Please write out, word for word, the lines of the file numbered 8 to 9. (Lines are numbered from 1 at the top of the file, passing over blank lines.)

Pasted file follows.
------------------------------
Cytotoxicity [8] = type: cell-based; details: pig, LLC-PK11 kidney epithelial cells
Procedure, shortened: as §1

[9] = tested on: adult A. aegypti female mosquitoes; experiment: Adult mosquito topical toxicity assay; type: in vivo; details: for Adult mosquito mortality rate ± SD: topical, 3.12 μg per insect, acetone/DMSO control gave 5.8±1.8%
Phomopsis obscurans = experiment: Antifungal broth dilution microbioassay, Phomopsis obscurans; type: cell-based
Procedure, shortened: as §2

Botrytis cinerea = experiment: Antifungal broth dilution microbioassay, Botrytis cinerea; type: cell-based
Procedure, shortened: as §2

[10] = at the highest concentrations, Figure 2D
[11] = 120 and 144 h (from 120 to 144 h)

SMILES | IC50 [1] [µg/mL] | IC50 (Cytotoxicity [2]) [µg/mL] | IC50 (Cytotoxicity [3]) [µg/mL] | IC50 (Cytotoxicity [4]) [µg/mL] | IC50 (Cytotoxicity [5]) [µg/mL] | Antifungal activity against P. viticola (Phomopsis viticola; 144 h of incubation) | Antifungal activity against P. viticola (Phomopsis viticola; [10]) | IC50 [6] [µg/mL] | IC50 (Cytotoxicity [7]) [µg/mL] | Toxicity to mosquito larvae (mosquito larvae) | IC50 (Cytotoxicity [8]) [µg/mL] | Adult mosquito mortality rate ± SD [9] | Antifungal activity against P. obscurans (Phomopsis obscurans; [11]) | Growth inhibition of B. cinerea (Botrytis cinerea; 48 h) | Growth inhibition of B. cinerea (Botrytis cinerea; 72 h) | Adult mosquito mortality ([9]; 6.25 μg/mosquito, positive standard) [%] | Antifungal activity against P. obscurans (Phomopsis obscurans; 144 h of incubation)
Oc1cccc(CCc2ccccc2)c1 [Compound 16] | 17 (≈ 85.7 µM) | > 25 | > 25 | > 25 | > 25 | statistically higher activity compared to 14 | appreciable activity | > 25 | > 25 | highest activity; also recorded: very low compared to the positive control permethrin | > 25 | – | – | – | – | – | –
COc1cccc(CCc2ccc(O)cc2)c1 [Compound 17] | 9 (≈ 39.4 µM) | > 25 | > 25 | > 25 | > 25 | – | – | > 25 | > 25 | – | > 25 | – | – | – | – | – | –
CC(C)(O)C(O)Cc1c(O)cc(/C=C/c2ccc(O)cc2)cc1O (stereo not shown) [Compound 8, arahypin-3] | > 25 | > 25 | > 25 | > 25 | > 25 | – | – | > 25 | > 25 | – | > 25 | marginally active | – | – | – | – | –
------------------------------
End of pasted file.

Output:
[10] = at the highest concentrations, Figure 2D
[11] = 120 and 144 h (from 120 to 144 h)